Oculus - Winter 2015 - (Page 36)

in print Raves + Reviews the mysteries of the mall and Other essays By Witold Rybczynski This collection of essays written between the early 1990s and the first decade of the 2000s deserves our attention. Short, pithy, and insightful, the essays represent Rybczynski's observations on planning and design by category: how we live now, the state of cities, the state of buildings, the prospects and miseries of planning, and architects he admires and doesn't. The title essay, a discussion of the work of John Brinckerhoff Jackson, focuses on vernacular spaces that are routinely used but don't receive much design attention or scrutiny (e.g., food courts). The author also ruminates on how small buildings (such as houses for parents) may have disproportionate effects on a young architect's reputation, but be a poor predictor of one's ability to handle more complicated projects. Rybczynski admires balanced design that blends a strong image with good functional design and quality. In this age of excess, the Vitruvian virtues are still his core beliefs. Although this collection has a few observations I do not share, we could all benefit from spending some time with this book. the dakota: a history of the World's Best-known apartment Building By Andrew Halpern, with contributions by Christopher S. Gray and photographs by Kenneth C. Grant The Dakota was the first true luxury apartment house in New York, and even after 130 years it is among the most desirable places to live. Alpern's narrative explains how the Dakota came to be, who made it happen, how it evolved from earlier multi-dwelling types, its role in the evolution of the Upper West Side, and its influence on the development of middle-class and luxury housing types. The first true New York apartment house that was not a tenement was the Stuyvesant House of 1869, designed by Richard Morris Hunt. This prototype had clearly defined living spaces separated from servant spaces. During the 1870s, developers and architects experimented with this new type of socially acceptable dwelling unit for the upper middle class. r eviews BY s tA n LeY s tAr K, fAiA Edward Clark, an attorney and later a partner with Isaac Merritt Singer in his sewing machine enterprise, developed the Dakota on Central Park West between 72nd and 73rd Streets, creating an essential element that has propelled New York's real estate market ever since - the luxury apartment house. His architect, Henry J. Hardenbergh, had previously worked with Clark on the Van Corlear apartment house on 7th Avenue between 55th and 56th Streets, whose features would be further developed in the Dakota. Constructed between 1880 and 1884, the 10-story Dakota, a hollow square arranged around a courtyard, was designed in the German Renaissance style and infused with a palatial level of luxury. The book is filled with plans, photos, original documents, early reports and reviews, and photo spreads of some of the most notable residents. Its sumptuousness complements its subject. New York: Farrar, Straus and Giroux, 2015. 336 pp. $27 New York: Princeton Architectural Press, 2015. 224 pp. $55 Noted but Not Reviewed architecture from the Outside in: selected essays by robert Gutman Edited by Dana Cuff and John Wreidt Sociologist Robert Gutman was one of the first social scientists to examine architecture as a discipline, a practice, and an enterprise as a social system. He holds up a mirror we should all deeply look into. New York: Princeton Architectural Press, 2010. 344 pp. $40 designed for the future: 80 Practical ideas for a sustainable World By Jared Green This is a brainstorming session in book form, full of useful and stimulating ideas. New York: Princeton Architectural Press, 2015. 176 pp. $24.95 hypernatural: architecture's new relationship with nature By Blaine Brownell and Mark Swackhamer Forty-two case studies of the biomimicry design movement, design methods, materials, and built results. Stanley Stark, FAIA, served as chair of the Oculus Committee from 2005 to 2007. New York: Princeton Architectural Press, 2015. 176pp. $24.95 36 Oculus Winter 2015 Reinventing Architecture: Design in a Digital World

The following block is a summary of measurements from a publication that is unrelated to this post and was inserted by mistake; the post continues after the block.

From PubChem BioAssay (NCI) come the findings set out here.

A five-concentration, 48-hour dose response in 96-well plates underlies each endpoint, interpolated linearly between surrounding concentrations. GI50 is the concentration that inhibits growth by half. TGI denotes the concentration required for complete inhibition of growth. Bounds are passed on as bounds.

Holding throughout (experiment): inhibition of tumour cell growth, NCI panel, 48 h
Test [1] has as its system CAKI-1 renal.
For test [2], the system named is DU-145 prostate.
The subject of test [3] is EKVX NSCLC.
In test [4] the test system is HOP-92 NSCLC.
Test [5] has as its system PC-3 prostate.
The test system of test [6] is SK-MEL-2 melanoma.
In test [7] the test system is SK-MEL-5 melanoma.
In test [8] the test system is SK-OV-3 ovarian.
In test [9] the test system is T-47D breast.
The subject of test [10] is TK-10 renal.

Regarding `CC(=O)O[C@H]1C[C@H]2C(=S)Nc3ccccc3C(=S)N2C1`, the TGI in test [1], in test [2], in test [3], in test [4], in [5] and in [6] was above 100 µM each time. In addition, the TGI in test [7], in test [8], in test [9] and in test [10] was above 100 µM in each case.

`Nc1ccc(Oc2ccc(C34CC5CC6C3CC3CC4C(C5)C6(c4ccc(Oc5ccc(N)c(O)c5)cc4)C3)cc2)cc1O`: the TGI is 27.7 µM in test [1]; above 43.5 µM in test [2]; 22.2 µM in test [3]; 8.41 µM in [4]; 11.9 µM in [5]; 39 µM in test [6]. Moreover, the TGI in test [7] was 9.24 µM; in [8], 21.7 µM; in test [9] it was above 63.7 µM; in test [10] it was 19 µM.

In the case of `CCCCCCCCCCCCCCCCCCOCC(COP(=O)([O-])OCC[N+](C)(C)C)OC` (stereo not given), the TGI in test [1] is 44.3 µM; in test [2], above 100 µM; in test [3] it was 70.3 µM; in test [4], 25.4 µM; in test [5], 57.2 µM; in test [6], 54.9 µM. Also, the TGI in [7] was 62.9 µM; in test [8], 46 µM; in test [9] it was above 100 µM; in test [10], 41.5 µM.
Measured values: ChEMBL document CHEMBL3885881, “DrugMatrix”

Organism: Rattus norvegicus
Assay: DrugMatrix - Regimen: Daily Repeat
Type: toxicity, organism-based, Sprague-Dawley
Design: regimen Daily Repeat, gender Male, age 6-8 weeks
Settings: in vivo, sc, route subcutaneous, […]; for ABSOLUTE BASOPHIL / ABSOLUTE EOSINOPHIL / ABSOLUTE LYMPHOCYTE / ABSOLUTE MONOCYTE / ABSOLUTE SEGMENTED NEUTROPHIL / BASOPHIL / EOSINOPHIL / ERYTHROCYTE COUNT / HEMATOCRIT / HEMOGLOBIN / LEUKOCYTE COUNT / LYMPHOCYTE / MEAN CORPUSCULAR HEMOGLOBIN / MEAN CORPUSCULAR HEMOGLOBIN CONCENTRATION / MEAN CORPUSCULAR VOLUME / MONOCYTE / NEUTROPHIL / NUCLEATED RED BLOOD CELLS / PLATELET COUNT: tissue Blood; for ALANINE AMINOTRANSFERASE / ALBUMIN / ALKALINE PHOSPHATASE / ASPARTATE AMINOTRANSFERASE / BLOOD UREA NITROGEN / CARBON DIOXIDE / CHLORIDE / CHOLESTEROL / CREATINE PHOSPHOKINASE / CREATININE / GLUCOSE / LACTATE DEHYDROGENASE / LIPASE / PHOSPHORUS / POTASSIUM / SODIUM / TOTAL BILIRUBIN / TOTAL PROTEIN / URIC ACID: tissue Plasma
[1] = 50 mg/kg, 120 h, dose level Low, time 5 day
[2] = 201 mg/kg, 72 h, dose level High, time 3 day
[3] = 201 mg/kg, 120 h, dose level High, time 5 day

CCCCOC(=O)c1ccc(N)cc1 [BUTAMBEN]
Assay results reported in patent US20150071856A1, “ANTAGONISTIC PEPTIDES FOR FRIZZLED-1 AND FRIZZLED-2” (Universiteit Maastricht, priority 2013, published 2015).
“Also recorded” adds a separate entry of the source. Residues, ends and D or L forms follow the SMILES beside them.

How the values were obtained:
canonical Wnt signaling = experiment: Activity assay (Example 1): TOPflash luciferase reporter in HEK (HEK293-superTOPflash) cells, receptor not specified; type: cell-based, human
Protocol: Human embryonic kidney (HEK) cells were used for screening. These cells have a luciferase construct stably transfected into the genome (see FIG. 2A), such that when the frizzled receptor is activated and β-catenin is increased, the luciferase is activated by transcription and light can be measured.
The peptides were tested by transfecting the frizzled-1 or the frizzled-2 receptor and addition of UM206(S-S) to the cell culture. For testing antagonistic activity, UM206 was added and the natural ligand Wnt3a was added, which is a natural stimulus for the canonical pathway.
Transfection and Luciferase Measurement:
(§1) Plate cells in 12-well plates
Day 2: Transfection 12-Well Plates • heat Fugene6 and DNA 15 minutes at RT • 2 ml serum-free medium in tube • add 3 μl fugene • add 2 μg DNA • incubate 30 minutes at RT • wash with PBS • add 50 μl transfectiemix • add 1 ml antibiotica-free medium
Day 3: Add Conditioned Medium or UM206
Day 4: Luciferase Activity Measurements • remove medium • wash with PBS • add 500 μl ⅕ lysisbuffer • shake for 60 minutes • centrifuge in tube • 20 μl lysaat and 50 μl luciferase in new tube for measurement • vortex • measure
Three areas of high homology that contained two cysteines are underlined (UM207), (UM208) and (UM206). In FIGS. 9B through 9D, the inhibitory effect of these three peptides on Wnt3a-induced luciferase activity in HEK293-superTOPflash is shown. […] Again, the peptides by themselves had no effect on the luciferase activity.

Table of Contents for the Digital Edition of Oculus - Winter 2015

First Words Letter from Two Presidents
Letter from the Editor
Center for Architecture
One Block Over
Opener: Practical Attitudes
ICE in the River: Cornell Tech’s Center of Connectivity
Restoring – At Least Virtually – One of England’s Greatest Lost Buildings
At the Corner of Past and Present
The Design-Fabrication Dynamic
How Big Data is Reshaping Architecture
Architecture at the Digital Edge
3D for the Defense
Thinking Beyond the Flat Page
In Print
51-Year Watch
Last Words
Index to Advertisers

Oculus - Winter 2015